Together with Wesley the journey continued along the Zambezi river in the direction of the Namibian border. The street was littered with sloops. We invented a new sport: < Full gas sled cycling >. It feels a bit like river rafting only without water. After 2 days we reached the border to Namibia.
The border crossing went very fast and without problems I got a 3 months valid visa. Such an efficient way of working is not really used in Africa! In Katima Mulilo we were allowed to stay with Susanne and Paul for 3 days. They also work for Interteam interteam.ch. Many heartfelt thanks for the great hospitality!
On the way through the Caprivi Strip overtook us 2 German cyclists. Heinz and Bernd are cycling from Lusaka to Namibia. Caprivi was named after German Chancellor Leo von Caprivi (in office 1890–1894), who negotiated the acquisition of the land in 1890 in an exchange with the United Kingdom. Von Caprivi arranged for Caprivi to be annexed to German South-West Africa in order to give Germany access to the Zambezi River and a route to Africa’s east coast, where the German colony Tanganyika was situated.
The ride through the Bwabwata National Parc was a disappointment for me. The asphalted road is extremely narrow and on a length of 60 kilometers people live here. We saw very few animals. From my point of view this park is a joke. At the end of the park, in Divundu, I had to say goodbye to Wesley. He went on to Botswana. My plan was to continue along the Angolan border. Many thanks Wesley for the great time together with you!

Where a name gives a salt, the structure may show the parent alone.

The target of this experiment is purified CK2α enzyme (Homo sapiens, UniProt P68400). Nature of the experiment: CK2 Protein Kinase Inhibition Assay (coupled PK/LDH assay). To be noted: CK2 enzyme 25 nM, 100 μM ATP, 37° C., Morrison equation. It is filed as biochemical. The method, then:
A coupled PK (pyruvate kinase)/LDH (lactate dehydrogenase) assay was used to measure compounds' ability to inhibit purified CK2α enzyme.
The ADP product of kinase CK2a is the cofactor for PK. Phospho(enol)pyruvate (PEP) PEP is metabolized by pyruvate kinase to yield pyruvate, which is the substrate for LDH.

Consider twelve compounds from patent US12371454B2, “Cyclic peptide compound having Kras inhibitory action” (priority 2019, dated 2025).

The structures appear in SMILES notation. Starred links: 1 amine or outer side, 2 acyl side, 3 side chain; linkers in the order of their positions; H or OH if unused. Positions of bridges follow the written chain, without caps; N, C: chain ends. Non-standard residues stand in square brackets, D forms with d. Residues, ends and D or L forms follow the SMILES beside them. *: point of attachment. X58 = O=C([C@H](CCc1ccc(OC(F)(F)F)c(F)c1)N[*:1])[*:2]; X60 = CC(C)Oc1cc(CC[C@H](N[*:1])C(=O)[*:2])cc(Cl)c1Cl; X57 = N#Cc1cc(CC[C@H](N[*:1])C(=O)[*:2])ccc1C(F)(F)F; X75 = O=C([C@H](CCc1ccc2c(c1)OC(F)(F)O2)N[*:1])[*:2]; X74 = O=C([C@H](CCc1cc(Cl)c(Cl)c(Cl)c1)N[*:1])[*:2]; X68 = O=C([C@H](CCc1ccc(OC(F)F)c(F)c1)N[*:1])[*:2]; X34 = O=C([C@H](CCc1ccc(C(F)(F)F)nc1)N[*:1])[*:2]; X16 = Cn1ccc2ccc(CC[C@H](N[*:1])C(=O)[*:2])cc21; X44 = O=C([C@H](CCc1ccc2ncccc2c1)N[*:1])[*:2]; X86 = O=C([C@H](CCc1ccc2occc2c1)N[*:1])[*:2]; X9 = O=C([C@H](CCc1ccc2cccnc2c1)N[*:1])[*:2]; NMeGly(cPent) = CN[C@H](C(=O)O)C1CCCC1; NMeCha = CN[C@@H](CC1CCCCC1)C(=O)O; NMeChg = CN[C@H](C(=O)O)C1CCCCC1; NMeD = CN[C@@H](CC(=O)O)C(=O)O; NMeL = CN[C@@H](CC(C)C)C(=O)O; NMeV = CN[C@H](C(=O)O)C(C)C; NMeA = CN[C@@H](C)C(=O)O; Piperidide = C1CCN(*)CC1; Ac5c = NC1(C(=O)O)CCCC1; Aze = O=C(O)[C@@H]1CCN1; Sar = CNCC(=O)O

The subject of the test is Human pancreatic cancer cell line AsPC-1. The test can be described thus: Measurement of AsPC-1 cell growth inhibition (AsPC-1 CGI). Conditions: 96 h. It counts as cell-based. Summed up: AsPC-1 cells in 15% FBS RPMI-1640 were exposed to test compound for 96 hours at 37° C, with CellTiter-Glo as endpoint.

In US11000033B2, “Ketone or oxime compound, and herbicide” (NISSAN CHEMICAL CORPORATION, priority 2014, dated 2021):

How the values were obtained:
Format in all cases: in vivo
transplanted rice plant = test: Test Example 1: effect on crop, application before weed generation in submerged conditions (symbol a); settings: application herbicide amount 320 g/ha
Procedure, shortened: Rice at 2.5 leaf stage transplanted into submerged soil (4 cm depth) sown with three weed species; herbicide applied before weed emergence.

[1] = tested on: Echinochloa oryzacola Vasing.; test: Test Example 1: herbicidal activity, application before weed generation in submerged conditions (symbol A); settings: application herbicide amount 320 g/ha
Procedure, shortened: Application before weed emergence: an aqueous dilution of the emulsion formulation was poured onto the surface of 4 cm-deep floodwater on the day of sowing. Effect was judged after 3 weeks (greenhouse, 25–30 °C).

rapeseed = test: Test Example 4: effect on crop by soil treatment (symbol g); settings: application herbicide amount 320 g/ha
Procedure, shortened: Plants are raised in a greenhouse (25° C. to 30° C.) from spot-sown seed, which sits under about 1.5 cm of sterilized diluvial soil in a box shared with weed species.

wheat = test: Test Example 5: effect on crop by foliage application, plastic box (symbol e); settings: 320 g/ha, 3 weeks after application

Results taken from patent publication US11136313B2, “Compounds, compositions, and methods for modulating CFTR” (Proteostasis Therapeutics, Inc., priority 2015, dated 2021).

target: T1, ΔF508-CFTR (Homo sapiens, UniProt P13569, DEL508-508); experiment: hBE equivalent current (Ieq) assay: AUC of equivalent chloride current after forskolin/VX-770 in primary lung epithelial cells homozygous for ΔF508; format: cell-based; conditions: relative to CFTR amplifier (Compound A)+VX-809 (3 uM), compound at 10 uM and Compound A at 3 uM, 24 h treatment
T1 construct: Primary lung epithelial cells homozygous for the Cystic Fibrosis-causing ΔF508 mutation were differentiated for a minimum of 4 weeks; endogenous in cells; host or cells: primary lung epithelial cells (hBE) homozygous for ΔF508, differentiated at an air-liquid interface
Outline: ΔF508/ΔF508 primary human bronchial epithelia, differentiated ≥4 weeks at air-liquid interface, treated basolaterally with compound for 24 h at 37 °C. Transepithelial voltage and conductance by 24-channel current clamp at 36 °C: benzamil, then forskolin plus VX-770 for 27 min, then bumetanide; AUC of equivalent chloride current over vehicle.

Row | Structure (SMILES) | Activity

The north of Namibia is in no way different from the rest of Africa. Everywhere there are clay- and corrugated huts, which are crowded with people. In addition, the people are also lighting the whole landscape. The car drivers are enormously ruthless here and drove me almost every time over the pile. I would not recommend anyone to cycle here. Most of the problems were the fly. They terrorized me all day long.
After nearly 1,200 kilometers driving through the north of Namibia, I arrived in Opuwo. I did not like the place at all. So I drove straight ahead in the direction of the Kaokoveld (Road Nr. D3707). The Kaokoveld is a harsh desert of drifting sanddunes and rocky mountains. It receives most of its rainfall during the summer. The Kaokoveld is home to a number of endemic reptiles while large mammals including desert elephants, black rhinos and giraffes visit the riverbeds.
I liked the area immediately. Finally a place in Africa where there are not so many people! Especially the beautiful landscape with its infinite silence I enjoyed very much. But also pursued me a bad luck. First I had to fight with strong diarrhea. At the end I had to take antibiotics. But this was only the beginning. My list of injuries looked as follows: